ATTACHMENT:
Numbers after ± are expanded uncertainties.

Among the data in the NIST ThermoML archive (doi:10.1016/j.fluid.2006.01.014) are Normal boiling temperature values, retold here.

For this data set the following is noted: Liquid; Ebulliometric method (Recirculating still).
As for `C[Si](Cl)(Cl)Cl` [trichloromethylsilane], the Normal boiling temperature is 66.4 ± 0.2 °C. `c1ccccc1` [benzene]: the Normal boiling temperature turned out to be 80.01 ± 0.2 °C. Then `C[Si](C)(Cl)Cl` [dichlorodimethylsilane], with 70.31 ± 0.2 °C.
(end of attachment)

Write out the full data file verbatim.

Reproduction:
Numbers after ± are expanded uncertainties.

Among the data in the NIST ThermoML archive (doi:10.1016/j.fluid.2006.01.014) are Normal boiling temperature values, retold here.

For this data set the following is noted: Liquid; Ebulliometric method (Recirculating still).
As for `C[Si](Cl)(Cl)Cl` [trichloromethylsilane], the Normal boiling temperature is 66.4 ± 0.2 °C. `c1ccccc1` [benzene]: the Normal boiling temperature turned out to be 80.01 ± 0.2 °C. Then `C[Si](C)(Cl)Cl` [dichlorodimethylsilane], with 70.31 ± 0.2 °C.